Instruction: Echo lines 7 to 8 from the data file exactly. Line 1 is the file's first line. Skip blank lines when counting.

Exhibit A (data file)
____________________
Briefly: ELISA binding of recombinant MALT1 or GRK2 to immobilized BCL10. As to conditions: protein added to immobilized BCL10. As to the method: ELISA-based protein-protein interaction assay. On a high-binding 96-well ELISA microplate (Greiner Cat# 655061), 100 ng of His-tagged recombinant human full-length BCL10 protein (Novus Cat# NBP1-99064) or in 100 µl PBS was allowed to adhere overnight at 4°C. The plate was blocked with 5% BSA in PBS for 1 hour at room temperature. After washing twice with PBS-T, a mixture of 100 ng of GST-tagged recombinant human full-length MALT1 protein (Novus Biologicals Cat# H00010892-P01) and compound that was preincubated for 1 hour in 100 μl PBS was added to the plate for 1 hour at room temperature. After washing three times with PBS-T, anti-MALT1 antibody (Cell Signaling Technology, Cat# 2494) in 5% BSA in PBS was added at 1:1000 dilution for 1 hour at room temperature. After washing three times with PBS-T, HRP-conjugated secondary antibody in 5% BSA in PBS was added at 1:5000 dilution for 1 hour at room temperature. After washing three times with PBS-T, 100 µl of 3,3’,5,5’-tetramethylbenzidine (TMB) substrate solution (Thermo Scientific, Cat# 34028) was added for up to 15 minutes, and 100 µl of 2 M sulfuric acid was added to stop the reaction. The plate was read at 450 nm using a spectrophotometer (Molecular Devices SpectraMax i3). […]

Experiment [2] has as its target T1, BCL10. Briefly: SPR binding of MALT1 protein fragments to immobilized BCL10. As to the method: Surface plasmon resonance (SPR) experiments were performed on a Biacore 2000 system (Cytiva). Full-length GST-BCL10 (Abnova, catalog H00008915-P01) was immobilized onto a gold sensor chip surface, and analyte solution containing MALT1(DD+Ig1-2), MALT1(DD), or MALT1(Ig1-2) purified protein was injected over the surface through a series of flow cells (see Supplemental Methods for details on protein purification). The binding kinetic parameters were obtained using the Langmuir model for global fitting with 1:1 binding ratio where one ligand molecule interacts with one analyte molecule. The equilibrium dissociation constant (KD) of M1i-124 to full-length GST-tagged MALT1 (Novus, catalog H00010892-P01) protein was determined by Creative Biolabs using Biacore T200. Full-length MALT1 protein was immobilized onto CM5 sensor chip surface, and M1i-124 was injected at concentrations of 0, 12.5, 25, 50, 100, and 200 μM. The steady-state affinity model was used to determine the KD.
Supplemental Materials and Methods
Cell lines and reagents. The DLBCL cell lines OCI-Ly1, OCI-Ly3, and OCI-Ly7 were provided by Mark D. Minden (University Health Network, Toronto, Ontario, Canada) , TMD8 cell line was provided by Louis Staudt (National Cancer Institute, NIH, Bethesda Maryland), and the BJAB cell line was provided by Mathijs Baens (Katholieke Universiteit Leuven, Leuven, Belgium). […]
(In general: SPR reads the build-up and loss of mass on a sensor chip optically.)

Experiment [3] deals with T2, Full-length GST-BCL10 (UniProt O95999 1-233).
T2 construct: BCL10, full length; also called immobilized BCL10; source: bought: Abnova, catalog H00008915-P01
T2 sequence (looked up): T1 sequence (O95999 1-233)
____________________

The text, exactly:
T2 construct: BCL10, full length; also called immobilized BCL10; source: bought: Abnova, catalog H00008915-P01
T2 sequence (looked up): T1 sequence (O95999 1-233)